The other card that I had chosen bore the name of Teresa Sanchez who I learned was an eighty two year woman who lived with one of her sisters. She and two family members were innocently shopping in the Walmart when the shooter began his assault.  I have found very little information about her or her life. Only one source that I found had a photo that I was unable to copy. It was a black and white print that showed her lined face with a serious expression. As I gazed at her countenance I imagined that she was perhaps someone’s grandmother, a feisty woman who still maintained her independence. I thought of her routinely visiting the Walmart to accomplish her errands which reminded me of my own mother.

I remembered what joy my Mama found when we were shopping together on so many Saturdays. One of her favorite things to do with me was to spend literally hours perusing the aisles in the Walmart near her home. It never occurred to either of us that we might be in danger simply by pursuing a rather commonplace experience. As I recalled my own sweet mother I felt a wave of grief thinking that what should have been a fun time for Teresa and her sisters had turned into such a tragic loss. There were no doubt people waiting for her return who would never get to see her alive again.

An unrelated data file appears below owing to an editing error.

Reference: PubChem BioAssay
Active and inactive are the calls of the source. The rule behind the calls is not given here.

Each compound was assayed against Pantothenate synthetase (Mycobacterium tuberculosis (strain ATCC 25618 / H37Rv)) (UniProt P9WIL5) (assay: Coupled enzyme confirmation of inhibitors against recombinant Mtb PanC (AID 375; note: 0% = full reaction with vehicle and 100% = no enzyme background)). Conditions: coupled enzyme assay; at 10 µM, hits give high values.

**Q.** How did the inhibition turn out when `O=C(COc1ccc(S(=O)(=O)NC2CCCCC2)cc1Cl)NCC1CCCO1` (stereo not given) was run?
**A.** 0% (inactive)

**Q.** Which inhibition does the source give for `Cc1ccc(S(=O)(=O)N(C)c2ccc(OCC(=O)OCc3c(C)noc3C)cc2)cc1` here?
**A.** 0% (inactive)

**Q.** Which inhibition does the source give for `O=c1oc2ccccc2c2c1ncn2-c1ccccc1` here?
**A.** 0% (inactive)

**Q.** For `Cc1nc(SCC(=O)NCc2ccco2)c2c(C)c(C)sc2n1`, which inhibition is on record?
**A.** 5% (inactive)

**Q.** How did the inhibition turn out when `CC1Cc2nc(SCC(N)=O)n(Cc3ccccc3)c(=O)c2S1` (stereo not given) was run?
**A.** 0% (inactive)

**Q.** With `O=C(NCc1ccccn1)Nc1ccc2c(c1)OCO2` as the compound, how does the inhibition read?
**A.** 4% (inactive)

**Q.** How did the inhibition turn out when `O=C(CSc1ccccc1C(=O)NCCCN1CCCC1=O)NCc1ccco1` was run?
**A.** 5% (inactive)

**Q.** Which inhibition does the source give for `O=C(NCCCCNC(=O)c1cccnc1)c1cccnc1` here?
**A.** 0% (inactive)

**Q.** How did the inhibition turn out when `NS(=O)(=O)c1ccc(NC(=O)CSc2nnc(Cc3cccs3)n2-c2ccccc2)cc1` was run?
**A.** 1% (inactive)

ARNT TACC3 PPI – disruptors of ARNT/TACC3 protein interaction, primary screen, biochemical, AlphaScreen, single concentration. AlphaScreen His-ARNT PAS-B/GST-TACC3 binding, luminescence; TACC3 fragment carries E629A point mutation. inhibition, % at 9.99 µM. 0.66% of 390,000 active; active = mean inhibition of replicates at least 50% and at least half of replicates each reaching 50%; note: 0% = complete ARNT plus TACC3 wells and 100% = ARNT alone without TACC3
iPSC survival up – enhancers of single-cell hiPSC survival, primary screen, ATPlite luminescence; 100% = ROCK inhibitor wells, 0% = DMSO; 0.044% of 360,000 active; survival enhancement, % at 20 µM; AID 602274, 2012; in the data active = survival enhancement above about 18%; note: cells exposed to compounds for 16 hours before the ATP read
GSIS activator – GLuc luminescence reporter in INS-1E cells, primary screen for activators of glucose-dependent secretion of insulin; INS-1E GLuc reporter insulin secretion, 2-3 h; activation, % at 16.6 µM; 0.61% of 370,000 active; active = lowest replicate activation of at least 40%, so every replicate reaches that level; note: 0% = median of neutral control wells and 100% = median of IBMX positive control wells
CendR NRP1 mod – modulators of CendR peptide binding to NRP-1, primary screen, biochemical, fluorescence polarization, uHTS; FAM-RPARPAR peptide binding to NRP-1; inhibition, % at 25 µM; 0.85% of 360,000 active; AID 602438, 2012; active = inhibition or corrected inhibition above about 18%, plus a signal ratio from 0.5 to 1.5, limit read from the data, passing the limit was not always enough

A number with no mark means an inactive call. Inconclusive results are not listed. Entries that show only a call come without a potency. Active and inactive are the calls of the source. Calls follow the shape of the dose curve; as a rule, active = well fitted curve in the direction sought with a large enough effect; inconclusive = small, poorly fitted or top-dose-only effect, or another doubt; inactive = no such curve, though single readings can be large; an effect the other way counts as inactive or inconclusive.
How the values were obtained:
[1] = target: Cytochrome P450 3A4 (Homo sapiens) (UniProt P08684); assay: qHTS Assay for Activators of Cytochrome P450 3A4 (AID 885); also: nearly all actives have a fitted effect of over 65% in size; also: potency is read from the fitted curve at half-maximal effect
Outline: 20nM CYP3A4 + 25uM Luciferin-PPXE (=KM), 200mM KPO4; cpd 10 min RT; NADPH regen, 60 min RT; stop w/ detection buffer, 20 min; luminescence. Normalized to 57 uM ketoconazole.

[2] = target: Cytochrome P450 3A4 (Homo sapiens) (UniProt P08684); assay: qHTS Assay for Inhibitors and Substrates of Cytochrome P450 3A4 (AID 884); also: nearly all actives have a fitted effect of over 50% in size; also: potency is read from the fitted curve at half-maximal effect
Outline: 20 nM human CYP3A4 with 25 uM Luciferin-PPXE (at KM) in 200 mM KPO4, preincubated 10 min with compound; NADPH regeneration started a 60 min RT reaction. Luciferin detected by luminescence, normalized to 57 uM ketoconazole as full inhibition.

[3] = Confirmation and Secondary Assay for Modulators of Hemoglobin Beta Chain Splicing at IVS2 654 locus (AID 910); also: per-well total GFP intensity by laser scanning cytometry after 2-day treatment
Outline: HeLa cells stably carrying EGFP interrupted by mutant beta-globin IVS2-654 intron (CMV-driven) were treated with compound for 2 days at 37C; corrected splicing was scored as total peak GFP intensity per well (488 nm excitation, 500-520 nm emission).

We each go about our daily lives with little thought that the unthinkable might happen. We follow our routines or take little vacations or sojourns from our work. It is so incongruous that we might be struck down without warning in the midst of doing something that is supposed to be fun. There is a double kind of insult when such things happen without warning. There is no time to say goodbye or to remind our family and our friends how much we love them. Instead those who knew Logan and Teresa are left forever with a sense that there is something unfinished in their lives.